Sanders and his backers have long accused Wasserman Schultz's DNC of putting its thumb on the scale to help Clinton win the nomination.
On Sunday, Sanders called for Wasserman Schultz to resign. After she did, he said she made the right decision for the future of the Democratic Party.
"While she deserves thanks for her years of service, the party now needs new leadership that will open the doors of the party and welcome in working people and young people," the Vermont senator said in a news release. "The party leadership must also always remain impartial in the presidential nominating process, something which did not occur in the 2016 race."
Priebus, here Sunday to open the party's rapid-response operation, said the controversy showed Democratic disarray.
"When you rig a system and spread emails around to senior staff in that manner, I think this kind of outcome is inevitable," said Priebus, who was joined by Paul Manafort, GOP nominee Donald Trump's campaign manager. "The other thing is, you don't say stupid stuff in emails and send it around."
Earlier Sunday, Clinton campaign chief Robby Mook suggested Russians were behind the hacking of DNC emails in order to help Trump, an unabashed admirer of Vladimir Putin. Manafort brushed that off, saying Democrats were "pretty desperate pretty quickly."
Clinton said in a statement that she was grateful to Wasserman Schultz for her work and that "this week's events will be a success thanks to her hard work and leadership."
Wasserman Schultz said her resignation would take effect after the convention. Party officials said she would gavel the gathering to order Monday and close it on Thursday, but would have no major speaking role - unlike Priebus at the GOP convention last week.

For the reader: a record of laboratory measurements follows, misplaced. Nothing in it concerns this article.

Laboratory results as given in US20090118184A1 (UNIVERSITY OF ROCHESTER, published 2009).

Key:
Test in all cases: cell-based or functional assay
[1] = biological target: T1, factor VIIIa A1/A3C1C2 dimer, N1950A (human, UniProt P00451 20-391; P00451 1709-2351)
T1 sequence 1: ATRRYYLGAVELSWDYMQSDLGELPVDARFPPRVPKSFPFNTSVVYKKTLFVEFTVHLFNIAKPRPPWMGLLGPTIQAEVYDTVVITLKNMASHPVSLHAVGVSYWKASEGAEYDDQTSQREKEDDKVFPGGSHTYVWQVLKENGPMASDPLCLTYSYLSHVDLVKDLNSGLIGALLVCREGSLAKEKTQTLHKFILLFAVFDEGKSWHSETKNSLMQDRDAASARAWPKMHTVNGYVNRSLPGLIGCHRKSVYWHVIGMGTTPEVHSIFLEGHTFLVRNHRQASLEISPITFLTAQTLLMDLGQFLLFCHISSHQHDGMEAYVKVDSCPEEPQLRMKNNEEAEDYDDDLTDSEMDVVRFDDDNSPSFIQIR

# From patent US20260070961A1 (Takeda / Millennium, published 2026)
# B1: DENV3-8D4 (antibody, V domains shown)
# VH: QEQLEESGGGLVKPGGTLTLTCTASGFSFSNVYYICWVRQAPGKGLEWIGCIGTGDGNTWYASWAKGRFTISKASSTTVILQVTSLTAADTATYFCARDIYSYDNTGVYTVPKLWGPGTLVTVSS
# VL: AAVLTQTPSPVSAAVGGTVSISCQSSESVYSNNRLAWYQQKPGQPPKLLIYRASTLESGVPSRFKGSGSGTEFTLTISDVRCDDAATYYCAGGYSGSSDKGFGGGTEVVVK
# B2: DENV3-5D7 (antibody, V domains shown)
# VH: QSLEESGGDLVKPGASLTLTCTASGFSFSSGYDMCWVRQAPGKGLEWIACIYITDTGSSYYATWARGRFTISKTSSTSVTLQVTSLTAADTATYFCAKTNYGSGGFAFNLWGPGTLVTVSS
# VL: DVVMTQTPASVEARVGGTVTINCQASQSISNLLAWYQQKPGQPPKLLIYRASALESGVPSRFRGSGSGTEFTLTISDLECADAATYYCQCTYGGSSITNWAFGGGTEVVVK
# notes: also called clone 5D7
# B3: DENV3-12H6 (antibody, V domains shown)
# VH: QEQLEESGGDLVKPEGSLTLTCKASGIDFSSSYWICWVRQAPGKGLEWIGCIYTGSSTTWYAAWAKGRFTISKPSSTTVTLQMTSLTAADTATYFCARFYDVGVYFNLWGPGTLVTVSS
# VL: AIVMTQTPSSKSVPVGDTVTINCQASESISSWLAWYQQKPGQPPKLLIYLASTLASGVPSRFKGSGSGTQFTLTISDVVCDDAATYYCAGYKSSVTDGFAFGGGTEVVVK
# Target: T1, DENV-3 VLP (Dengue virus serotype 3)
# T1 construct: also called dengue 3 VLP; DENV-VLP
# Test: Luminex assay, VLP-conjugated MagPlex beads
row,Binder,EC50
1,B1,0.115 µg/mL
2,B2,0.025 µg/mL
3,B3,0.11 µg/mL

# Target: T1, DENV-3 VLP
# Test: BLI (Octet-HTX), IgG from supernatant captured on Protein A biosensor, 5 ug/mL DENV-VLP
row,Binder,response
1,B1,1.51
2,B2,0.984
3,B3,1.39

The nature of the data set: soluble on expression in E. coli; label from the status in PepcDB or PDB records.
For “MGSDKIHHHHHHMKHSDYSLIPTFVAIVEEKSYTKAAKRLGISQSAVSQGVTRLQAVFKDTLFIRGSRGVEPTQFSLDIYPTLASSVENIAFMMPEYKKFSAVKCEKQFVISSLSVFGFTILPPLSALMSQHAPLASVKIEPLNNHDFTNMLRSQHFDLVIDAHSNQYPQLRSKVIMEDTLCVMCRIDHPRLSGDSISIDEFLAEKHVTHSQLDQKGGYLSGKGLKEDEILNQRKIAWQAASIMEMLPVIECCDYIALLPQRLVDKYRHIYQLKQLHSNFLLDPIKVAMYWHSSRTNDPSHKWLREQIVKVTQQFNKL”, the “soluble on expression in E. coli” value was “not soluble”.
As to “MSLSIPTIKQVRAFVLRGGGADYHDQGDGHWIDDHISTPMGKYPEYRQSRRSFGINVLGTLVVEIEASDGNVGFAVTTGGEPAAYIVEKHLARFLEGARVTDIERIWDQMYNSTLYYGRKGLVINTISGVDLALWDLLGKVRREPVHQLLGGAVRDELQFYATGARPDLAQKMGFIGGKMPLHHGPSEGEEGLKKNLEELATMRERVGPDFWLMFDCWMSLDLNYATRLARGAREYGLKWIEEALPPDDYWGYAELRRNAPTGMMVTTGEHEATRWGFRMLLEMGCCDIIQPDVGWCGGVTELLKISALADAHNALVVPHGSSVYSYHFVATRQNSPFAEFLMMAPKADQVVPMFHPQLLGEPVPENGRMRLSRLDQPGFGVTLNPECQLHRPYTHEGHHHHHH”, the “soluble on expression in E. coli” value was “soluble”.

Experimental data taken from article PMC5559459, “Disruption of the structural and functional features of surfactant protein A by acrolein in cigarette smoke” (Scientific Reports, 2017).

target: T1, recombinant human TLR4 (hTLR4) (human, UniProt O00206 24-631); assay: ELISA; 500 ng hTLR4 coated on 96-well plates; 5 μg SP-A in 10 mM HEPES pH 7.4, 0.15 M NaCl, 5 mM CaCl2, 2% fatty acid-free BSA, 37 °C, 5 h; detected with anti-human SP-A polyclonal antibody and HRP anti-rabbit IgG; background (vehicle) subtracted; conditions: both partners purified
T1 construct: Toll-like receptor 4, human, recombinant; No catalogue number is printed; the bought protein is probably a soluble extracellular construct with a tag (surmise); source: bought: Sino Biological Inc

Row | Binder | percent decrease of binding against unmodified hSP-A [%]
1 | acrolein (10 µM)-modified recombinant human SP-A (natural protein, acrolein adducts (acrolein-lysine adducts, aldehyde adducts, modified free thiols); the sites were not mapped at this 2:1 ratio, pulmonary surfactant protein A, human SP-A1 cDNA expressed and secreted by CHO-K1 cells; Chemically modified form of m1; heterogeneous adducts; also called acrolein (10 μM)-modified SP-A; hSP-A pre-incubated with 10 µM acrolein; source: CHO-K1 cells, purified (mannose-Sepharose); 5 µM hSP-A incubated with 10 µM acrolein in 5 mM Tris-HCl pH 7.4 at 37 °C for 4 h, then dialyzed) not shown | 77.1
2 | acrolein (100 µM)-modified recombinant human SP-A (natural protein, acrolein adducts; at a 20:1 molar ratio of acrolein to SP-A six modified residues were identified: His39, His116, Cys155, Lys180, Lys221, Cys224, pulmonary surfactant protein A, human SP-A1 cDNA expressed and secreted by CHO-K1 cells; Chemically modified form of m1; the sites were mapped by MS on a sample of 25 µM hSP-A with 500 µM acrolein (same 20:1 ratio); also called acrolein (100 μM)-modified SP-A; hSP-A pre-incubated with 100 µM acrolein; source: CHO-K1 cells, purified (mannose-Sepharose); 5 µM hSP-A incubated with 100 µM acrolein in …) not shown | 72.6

Instead, U.S. Rep. Marcia L. Fudge (D., Ohio) will lead the proceedings.
Wasserman Schultz's Monday morning address to Pennsylvania's delegates was canceled as well.
The controversy emerged from a trove of 20,000 emails of top DNC officials released Friday by Wikileaks. Some of them showed party staffers suggesting an attack on Sanders based on his religious beliefs, and a plan to scuttle a previously agreed-to debate before the June 3 California primary because that was what Clinton's team wanted.
While Sanders identifies as Jewish, he is not overtly religious. One email suggested using the Vermont senator's beliefs to hurt him with voters in Kentucky and West Virginia.
"It might may no difference, but for KY and WVA can we get someone to ask his belief," Brad Marshall, chief financial officer of the national committee wrote May 5. "Does he believe in God. He had skated on saying he has a Jewish heritage. I read he is an atheist. This could make several points difference with my peeps. My southern baptist peeps would draw a big difference between a Jew and an atheist."
Amy Dacey, chief executive of the DNC, later replied "AMEN," according to the leaked emails.
Murray, the pollster, said the e-mails reinforce the long-running belief of some critics that Clinton and her supporters will do almost anything to win.
Rendell, a Clinton booster, said he hoped Wasserman Schultz's resignation would help calm the anger from Sanders supporters.
"There's been harm done but there's plenty of time to undo that harm," he said.
U.S. Rep. Brendan Boyle (D., Pa.), called Wasserman Schultz's decision gracious and said she "put party unity first."
Staff writer Tricia Nadolny contributed to this article.